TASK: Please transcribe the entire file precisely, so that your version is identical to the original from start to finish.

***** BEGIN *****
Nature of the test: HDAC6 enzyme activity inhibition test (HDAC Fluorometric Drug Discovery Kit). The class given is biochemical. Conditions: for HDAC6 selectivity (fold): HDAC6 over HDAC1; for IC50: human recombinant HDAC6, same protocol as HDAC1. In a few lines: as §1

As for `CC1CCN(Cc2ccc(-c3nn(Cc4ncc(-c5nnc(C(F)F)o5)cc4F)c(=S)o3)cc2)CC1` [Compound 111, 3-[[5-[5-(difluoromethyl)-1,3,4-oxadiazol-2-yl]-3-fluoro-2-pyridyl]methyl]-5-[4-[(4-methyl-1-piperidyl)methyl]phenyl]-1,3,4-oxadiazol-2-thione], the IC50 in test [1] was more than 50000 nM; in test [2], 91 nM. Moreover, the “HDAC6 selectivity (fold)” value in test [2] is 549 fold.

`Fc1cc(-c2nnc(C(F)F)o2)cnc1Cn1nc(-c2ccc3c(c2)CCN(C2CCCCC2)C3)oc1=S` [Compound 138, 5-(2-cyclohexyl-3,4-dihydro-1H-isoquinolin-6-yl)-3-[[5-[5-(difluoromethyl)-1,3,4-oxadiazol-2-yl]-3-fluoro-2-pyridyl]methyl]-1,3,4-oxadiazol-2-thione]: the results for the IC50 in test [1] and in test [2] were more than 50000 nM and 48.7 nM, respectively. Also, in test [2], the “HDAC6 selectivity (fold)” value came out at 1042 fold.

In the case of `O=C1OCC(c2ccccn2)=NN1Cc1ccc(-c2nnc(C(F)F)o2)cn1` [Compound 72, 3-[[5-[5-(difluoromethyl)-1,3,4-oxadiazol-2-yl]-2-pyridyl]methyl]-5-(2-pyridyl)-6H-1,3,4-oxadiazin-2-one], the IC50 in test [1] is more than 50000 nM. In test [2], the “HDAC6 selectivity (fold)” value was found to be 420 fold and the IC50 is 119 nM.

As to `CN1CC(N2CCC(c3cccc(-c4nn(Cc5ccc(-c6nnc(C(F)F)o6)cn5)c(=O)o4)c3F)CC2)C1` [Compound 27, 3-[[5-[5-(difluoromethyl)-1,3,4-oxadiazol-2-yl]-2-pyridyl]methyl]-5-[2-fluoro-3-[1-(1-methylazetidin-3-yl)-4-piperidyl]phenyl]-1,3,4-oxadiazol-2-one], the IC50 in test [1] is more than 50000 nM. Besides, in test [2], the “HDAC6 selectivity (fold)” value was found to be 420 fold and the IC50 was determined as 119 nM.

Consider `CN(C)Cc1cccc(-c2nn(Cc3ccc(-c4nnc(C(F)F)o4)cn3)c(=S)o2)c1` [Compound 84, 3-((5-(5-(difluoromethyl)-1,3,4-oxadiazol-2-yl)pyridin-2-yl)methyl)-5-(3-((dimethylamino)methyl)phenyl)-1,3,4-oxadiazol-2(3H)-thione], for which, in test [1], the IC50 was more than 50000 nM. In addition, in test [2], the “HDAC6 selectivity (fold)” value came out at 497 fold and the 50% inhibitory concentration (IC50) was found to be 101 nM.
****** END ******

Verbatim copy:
Nature of the test: HDAC6 enzyme activity inhibition test (HDAC Fluorometric Drug Discovery Kit). The class given is biochemical. Conditions: for HDAC6 selectivity (fold): HDAC6 over HDAC1; for IC50: human recombinant HDAC6, same protocol as HDAC1. In a few lines: as §1

As for `CC1CCN(Cc2ccc(-c3nn(Cc4ncc(-c5nnc(C(F)F)o5)cc4F)c(=S)o3)cc2)CC1` [Compound 111, 3-[[5-[5-(difluoromethyl)-1,3,4-oxadiazol-2-yl]-3-fluoro-2-pyridyl]methyl]-5-[4-[(4-methyl-1-piperidyl)methyl]phenyl]-1,3,4-oxadiazol-2-thione], the IC50 in test [1] was more than 50000 nM; in test [2], 91 nM. Moreover, the “HDAC6 selectivity (fold)” value in test [2] is 549 fold.

`Fc1cc(-c2nnc(C(F)F)o2)cnc1Cn1nc(-c2ccc3c(c2)CCN(C2CCCCC2)C3)oc1=S` [Compound 138, 5-(2-cyclohexyl-3,4-dihydro-1H-isoquinolin-6-yl)-3-[[5-[5-(difluoromethyl)-1,3,4-oxadiazol-2-yl]-3-fluoro-2-pyridyl]methyl]-1,3,4-oxadiazol-2-thione]: the results for the IC50 in test [1] and in test [2] were more than 50000 nM and 48.7 nM, respectively. Also, in test [2], the “HDAC6 selectivity (fold)” value came out at 1042 fold.

In the case of `O=C1OCC(c2ccccn2)=NN1Cc1ccc(-c2nnc(C(F)F)o2)cn1` [Compound 72, 3-[[5-[5-(difluoromethyl)-1,3,4-oxadiazol-2-yl]-2-pyridyl]methyl]-5-(2-pyridyl)-6H-1,3,4-oxadiazin-2-one], the IC50 in test [1] is more than 50000 nM. In test [2], the “HDAC6 selectivity (fold)” value was found to be 420 fold and the IC50 is 119 nM.

As to `CN1CC(N2CCC(c3cccc(-c4nn(Cc5ccc(-c6nnc(C(F)F)o6)cn5)c(=O)o4)c3F)CC2)C1` [Compound 27, 3-[[5-[5-(difluoromethyl)-1,3,4-oxadiazol-2-yl]-2-pyridyl]methyl]-5-[2-fluoro-3-[1-(1-methylazetidin-3-yl)-4-piperidyl]phenyl]-1,3,4-oxadiazol-2-one], the IC50 in test [1] is more than 50000 nM. Besides, in test [2], the “HDAC6 selectivity (fold)” value was found to be 420 fold and the IC50 was determined as 119 nM.

Consider `CN(C)Cc1cccc(-c2nn(Cc3ccc(-c4nnc(C(F)F)o4)cn3)c(=S)o2)c1` [Compound 84, 3-((5-(5-(difluoromethyl)-1,3,4-oxadiazol-2-yl)pyridin-2-yl)methyl)-5-(3-((dimethylamino)methyl)phenyl)-1,3,4-oxadiazol-2(3H)-thione], for which, in test [1], the IC50 was more than 50000 nM. In addition, in test [2], the “HDAC6 selectivity (fold)” value came out at 497 fold and the 50% inhibitory concentration (IC50) was found to be 101 nM.